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Black History Month: The Afro-Indigenous—Native Amerikans with Afrikan ancestry

Radmilla Cody, a Diné and African American Grammy-nominated, Nammy-winning singer from the Navajo Nation.

It is fitting to open Black History Month by exploring the long history of relationships between and among the indigenous people of this land with African Americans. Many tribal nations, especially on the East Coast, have members of African ancestry. This should come as no surprise. From the time the first British colonists and settlers arrived and instituted African enslavement, there was contact and intermarriage between slaves, free men, and free women with the original owners of this land—who were themselves under attack and threatened with genocide.

Crispus Attucks is a name most people learned in American History class. Attucks was killed during the Boston Massacre, and is believed to be the first casualty of the American Revolution. Attucks is most often identified as black in American history textbooks, which obscures his native heritage.

Crispus Attucks, Memorial portrait, bust, facing left. "The brave soldier of the Revolutionary War,

Crispus Attucks (1723 – 1770) was an enslaved man born in South Framingham of African and Native American parents. His father, Prince Yonger, was thought to have been a slave brought to America from Africa and his mother Nancy Attucks was a Natick Indian. Attucks was a direct descendant of John Attucks, an Indian killed in King Philip’sPaul Cuffee War in 1676.

The Naticks are now known as “The Praying Indians,” whom Daily Kos’ Ojibwa has written about in-depth in his “Indians 101” series.

From that same era, we also celebrate Paul Cuffee. Henry Louis Gates writes:

The person who spearheaded “the first, black initiated ‘back to Africa’ effort in U.S. history,” according to the historian Donald R. Wright, was also the first free African American to visit the White House and have an audience with a sitting president. He was Paul Cuffee, a sea captain and an entrepreneur who was perhaps the wealthiest black American of his time.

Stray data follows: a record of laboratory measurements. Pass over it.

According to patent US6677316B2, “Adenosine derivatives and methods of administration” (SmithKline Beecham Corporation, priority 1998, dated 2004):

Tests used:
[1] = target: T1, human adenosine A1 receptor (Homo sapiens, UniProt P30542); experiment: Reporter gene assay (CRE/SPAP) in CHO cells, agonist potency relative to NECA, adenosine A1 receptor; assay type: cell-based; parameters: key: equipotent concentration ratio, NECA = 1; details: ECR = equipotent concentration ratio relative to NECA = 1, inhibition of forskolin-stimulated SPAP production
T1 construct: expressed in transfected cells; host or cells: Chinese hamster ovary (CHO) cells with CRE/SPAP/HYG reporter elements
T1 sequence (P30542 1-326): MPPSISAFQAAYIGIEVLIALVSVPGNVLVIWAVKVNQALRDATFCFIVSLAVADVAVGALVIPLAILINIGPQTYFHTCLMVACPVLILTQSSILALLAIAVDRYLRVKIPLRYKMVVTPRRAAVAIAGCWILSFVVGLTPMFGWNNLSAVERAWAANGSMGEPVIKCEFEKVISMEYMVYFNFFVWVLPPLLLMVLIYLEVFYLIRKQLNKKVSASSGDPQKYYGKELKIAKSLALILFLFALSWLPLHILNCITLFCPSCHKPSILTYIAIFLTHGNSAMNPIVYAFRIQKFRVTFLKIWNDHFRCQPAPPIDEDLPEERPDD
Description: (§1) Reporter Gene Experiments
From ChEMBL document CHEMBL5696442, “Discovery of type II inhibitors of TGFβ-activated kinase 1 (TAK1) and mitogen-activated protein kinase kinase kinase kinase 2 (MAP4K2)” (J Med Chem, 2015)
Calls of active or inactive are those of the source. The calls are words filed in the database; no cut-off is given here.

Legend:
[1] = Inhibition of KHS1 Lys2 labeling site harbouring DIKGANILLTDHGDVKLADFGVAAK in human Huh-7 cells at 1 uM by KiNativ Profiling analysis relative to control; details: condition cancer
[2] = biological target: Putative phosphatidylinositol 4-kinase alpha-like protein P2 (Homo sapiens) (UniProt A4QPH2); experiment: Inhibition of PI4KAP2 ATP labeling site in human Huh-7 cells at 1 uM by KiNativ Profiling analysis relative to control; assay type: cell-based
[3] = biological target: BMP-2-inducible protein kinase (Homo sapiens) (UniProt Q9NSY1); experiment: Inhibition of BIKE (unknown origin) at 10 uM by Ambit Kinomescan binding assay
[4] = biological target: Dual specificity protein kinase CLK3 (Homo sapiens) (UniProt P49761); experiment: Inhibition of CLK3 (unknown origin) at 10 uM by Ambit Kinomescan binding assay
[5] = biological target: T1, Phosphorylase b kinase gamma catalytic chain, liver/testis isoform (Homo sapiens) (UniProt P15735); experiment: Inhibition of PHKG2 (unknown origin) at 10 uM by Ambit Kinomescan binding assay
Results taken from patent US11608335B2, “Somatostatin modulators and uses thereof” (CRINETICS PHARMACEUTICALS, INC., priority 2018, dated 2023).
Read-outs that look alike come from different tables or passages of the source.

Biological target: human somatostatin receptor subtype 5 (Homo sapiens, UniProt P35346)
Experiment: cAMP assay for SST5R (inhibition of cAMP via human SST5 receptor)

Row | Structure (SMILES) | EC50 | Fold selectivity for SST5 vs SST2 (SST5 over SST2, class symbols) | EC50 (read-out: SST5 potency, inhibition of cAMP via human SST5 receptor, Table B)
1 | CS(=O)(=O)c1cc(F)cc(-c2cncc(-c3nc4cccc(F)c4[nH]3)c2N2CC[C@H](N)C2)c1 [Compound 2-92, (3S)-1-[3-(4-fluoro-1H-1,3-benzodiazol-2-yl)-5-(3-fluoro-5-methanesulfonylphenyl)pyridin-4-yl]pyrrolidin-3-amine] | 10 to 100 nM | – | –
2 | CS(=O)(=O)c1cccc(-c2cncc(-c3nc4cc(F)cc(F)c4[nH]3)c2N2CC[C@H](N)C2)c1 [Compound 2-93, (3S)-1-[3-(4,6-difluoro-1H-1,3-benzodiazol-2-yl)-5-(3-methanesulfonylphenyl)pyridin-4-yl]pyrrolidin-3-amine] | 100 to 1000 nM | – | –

Cuffee was born on Cuttyhunk Island, off Southern Massachusetts, on Jan. 17, 1759, and died on Sept. 7, 1817. He was one of 10 children of a freed slave, a farmer named Kofi Slocum. (“Kofi” is a Twi word for a boy born on Friday, so we know that he was an Ashanti from Ghana.) Kofi Anglicized his name to “Cuffee.”

Paul’s mother was Ruth Moses, a Wampanoag Native American. He ended up marrying a member of the Pequot tribe from Martha’s Vineyard, Alice Pequit.

What’s interesting about both Attacks and Cuffee is that their indigenous ancestry and tribal affiliations have been virtually erased over time. Yet the descendants of these long ago marriages live on, and many other tribes have swelled with intermixings, black and Native American, over the centuries.

Due to the African ancestry of many of its members, the Shinnecock Nation of New York has had a long fight with federal gatekeepers over who is or is not Indian.

The Shinnecock were among the thirteen Indian bands loosely based on kinship on Long Island, which were named by their geographic locations, but the people were highly decentralized. “The most common pattern of indigenous life on Long Island prior to their slaughter by the Europeans was the autonomous village linked by kinship to its neighbors.” They were related and politically subject to the Pequot and Narragansett, the more powerful Algonquian tribes of southern New England across Long Island Sound. The Shinnecock are believed to have spoken a dialect of Mohegan-Pequot-Montauk, similar to their neighbors the Montaukett on Long Island. As is the case with many North Eastern tribes after the establishment of reservations, the Shinnecock language was not allowed to be spoken in schools, or off of the reservation. This caused a decline in the number of people who spoke the language, however, the tribe is actively engaged in language renewal programs to secure the legacy of the language for future generations.